Total RNA was isolated from reprogrammed cells with different treatments using RNeasy Mini kit (Qiagen, Valencia, CA) and reverse transcribed using the SuperScript III Reverse Transcription Kit (Invitrogen, Grand Island, NY). The quality of Total RNA was examined with the Aglient RNA 1000 Nano kit (Aglient Technologies, Santa Clara, CA). rRNA was then removed by using Ribo-Zero-rRNA Removal kit (Epicentre, Madison, WI). 500 ng of rRNA-depleted total RNA from each sample was used to prepare the RNA sequencing library following the manufacturer’s instructions by SOLiD Total RNA-seq Kit (Life Technologies, Grand Island, NY). Finally, sequencing libraries were quantified by using Agilent 2100 bioanalyzer and then barcoded, multiplexed, and sequenced on a 5500xl Genetic Analyzer at the Center for Applied Genetics and Technology, University of Connecticut. We obtained approximately 240 million sequencing reads with a read length of 75-bp from 8 samples. The raw FASTQ files and normalized gene expression levels are available at Gene Expression Omnibus (GEO) (www.ncbi.nlm.nih.gov/geo) under the accession number GSE97261.
Data processing of RNA-seq
Sequencing reads were trimmed as previously described . Briefly, sequencing adapters were trimmed using Cutadapt and low quality reads were pre-filtered by FASTX-Toolkit before mapping. The quality of reads after filtering was examined using fastQC. For mapping, mouse genomic sequence and RefSeq gene coordinate (GRCm38/mm10) were downloaded from the UCSC genome browser. All filtered reads were aligned to mouse reference genome by Tophat (v2.0.10) using SAMtools (v0.1.18) AND Bowtie (v2.1.0) with default parameters [87, 88]. Individual mapped reads were fed to Cufflinks (v1.2.1)  to contruct transcriptome models and any novel genes and transcripts that did not fit the supplied gene models were also assembled. Cuffmerge  was used to converge individual transcriptome to produce a master gene model. Then Cufflinks was run to calculate Fragments Per Kilobase of exon model per Million mapped fragments (FPKM) by using RefSeq genes as reference . A matrix of Pearson correlation coefficient was created using R Package, which was in turn used to create the heatmap. Differentially expressed genes between two stages were identified using default parameters in Cuffdiff . We also included an additional bias detection and correction algorithm filter available in the Cufflinks package to improve the accuracy of transcript abundance estimates. Genes were deemed differentially expressed between subsequent developmental stages if they showed a FDR (adjusted p-value or q-value) of less than 0.05. Expression pattern clusters were generated by the K-means clustering algorithm using R.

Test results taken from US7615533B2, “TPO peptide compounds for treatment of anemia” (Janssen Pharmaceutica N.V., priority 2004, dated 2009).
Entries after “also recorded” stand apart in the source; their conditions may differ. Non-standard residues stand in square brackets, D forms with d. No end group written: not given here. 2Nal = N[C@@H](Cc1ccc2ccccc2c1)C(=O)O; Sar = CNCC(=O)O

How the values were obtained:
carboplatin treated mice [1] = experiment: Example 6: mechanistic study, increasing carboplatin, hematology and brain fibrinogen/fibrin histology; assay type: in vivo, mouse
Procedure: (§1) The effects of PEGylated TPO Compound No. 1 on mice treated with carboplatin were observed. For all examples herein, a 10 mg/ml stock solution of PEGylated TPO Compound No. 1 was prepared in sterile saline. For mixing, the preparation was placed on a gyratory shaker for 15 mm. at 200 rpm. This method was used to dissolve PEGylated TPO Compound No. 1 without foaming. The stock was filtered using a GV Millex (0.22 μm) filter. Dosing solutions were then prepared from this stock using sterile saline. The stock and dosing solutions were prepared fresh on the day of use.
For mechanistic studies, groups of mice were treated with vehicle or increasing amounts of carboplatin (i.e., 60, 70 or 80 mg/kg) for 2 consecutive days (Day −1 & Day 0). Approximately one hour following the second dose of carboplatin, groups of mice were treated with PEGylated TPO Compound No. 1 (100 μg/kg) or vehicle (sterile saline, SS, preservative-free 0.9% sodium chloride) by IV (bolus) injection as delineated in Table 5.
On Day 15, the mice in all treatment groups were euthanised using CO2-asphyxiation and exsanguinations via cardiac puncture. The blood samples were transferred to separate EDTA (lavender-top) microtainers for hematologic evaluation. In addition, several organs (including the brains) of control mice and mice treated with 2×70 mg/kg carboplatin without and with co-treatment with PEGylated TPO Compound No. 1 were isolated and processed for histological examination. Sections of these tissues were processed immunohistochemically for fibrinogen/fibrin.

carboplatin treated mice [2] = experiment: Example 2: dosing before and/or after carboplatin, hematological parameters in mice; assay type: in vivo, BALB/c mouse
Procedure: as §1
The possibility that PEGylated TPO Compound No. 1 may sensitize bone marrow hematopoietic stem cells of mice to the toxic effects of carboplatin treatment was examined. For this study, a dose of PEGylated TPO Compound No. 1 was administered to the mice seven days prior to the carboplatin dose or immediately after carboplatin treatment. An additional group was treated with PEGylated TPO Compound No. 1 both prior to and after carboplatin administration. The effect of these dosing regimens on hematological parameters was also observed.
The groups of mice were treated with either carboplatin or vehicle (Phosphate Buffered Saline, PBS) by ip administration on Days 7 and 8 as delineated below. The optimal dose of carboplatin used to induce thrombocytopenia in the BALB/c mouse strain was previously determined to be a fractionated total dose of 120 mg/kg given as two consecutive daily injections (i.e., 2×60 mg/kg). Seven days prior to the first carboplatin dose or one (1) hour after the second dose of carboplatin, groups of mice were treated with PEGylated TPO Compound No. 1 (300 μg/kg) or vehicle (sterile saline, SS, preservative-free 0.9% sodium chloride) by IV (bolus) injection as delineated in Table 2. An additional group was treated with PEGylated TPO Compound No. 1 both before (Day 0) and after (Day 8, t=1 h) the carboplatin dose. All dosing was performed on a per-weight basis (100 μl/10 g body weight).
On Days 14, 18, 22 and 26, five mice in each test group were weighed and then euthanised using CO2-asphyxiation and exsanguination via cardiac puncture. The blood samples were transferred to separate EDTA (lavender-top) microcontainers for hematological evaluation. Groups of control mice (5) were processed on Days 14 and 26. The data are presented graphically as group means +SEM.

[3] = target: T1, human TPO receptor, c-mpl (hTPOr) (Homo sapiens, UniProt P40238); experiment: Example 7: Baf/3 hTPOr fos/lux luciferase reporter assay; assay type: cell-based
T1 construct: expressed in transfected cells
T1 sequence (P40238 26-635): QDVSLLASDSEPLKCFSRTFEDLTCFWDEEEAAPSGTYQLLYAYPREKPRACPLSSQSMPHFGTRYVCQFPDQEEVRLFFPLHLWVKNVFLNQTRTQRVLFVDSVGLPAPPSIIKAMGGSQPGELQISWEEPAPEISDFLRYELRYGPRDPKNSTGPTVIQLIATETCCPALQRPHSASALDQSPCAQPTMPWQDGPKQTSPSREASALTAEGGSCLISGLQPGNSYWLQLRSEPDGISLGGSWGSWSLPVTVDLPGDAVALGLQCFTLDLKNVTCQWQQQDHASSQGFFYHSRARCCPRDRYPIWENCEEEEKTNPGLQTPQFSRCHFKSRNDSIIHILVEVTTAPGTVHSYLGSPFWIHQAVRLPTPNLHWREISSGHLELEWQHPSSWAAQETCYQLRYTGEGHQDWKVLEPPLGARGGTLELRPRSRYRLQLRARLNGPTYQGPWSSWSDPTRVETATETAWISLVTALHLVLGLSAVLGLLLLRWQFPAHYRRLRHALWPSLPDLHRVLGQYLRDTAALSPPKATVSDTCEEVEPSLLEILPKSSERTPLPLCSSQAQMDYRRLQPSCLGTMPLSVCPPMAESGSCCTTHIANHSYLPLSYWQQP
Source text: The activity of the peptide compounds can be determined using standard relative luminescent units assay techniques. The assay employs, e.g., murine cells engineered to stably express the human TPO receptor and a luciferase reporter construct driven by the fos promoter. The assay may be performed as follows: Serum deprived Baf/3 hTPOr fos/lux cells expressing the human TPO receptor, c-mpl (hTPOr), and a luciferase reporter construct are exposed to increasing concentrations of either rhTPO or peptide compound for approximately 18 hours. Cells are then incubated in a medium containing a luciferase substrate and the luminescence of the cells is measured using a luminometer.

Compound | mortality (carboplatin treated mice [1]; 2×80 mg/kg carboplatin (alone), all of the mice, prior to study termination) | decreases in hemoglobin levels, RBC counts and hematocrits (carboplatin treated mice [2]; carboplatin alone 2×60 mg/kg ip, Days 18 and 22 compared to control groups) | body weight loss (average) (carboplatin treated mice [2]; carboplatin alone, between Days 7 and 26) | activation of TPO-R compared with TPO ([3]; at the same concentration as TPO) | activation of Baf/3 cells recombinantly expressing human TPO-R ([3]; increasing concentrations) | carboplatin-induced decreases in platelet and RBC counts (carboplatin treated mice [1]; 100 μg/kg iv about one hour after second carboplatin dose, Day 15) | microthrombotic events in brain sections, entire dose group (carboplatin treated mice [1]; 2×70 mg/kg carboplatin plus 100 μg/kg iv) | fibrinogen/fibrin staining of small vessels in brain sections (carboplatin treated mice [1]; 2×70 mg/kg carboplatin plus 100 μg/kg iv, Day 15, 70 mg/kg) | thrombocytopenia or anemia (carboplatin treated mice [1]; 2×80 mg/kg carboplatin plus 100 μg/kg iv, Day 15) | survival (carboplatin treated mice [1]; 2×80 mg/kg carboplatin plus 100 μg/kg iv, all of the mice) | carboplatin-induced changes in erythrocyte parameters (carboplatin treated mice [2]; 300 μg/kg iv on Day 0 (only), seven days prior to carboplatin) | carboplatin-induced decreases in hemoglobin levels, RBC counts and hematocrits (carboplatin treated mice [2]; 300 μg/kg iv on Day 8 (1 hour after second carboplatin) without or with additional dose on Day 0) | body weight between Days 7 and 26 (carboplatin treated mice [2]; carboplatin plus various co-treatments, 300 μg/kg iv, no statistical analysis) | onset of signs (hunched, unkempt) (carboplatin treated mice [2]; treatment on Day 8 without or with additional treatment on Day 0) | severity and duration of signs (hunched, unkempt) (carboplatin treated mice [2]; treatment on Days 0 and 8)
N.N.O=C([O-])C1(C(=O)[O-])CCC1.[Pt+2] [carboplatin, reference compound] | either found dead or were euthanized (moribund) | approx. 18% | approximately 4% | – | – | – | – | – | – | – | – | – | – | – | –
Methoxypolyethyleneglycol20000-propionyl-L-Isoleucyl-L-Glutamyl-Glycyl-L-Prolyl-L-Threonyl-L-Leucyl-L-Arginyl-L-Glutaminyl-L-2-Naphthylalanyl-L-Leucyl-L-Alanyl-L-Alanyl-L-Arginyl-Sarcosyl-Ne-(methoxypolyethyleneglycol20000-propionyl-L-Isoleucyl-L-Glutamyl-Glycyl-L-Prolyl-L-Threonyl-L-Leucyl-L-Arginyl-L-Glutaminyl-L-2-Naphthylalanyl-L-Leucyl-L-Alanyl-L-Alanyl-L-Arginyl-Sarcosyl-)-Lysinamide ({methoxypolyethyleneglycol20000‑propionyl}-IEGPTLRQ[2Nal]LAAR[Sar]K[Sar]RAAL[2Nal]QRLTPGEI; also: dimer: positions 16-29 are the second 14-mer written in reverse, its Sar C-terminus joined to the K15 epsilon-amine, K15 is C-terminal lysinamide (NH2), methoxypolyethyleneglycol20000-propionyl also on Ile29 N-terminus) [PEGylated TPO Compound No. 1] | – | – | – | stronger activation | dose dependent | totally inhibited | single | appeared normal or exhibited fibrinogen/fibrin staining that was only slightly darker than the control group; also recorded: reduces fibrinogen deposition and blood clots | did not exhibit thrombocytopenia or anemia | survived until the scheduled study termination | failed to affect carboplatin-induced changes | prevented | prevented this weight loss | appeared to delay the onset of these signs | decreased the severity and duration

Gene ontology, meta-analysis, and PCA analysis
Functional annotation enrichment analysis for Gene Ontology (GO) and pathway analyses were conducted by Database for Annotation, Visualization and Integrated Discovery Bioinformatics Resource (DAVID) . We summarized all similar sub-GO terms and pathways into an overarching term, and p-values are shown for the representative terms. Principle component analysis (PCA) was performed using the GeneXplain platform (www.genexplain.com).
Total RNA were extracted using a RNeasy Extraction kit (Qiagen, Hilden, Germany), reverse transcribed using a iScript Reverse Transcription Kit (Bio-Rad, Hercules, CA, USA) and PCR amplified with specific primers (Primer sequences available upon request). qRT-PCR was performed using SYBR Green PCR Master Mix (Bio-Rad) and the ABI 7500 Fast instrument, and data analyzed using the 7500 software version 2.0.2 provided with the instrument. All values were normalized with GAPDH as the internal control and relative mRNA expressions were quantified using either MEFs or R1-ESCs as the reference, which is specified in each figure legend. Data were analyzed with One Way ANOVA or the Student’s t-test.
For bisulfite sequencing, genomic DNAs were extracted and bisulfite converted using an EpiTeck Bilsulfite Kit (Qiagen). Oct4 and Nanog promoter regions were amplified using PCR primers described previously . Nested-PCR was used to clone the IG-DMR region, with the first round amplification using primer pairs: 5′-TAAGTGTTGTGGTTTGTTATGGGTA-3′ (forward) and 5’-CCATCCCCTATACTCAAAACATTCT-3′ (reverse), and the second round using primer pairs: 5’-TACCGGACTCAGATCT TGGTTTGTTATGGGTA AGTTTTATG (forward) and 3’-GTCGACTGCAGAATTC CTTCCCTCACTCCAAAAATTAAAA (reverse), with the bold letters indicate vector sequences for fusion cloning. PCR were performed with Taq 2× Master Mix (New England Biolabs, Ipswich, MA, USA) and cloned using an In-Fusion HD Cloning System (Clontech) into pIRES2-DsRed vector digested by BglII and EcoRI (New England Biolabs). Clones were picked, cultured in 5 ml LB medium with antibiotics overnight, and plasmid DNAs were extracted using a Qiaprep Mini Kit (Qiagen) and sequenced by regular Sanger DNA sequencing.
Cell culture and reprogramming assay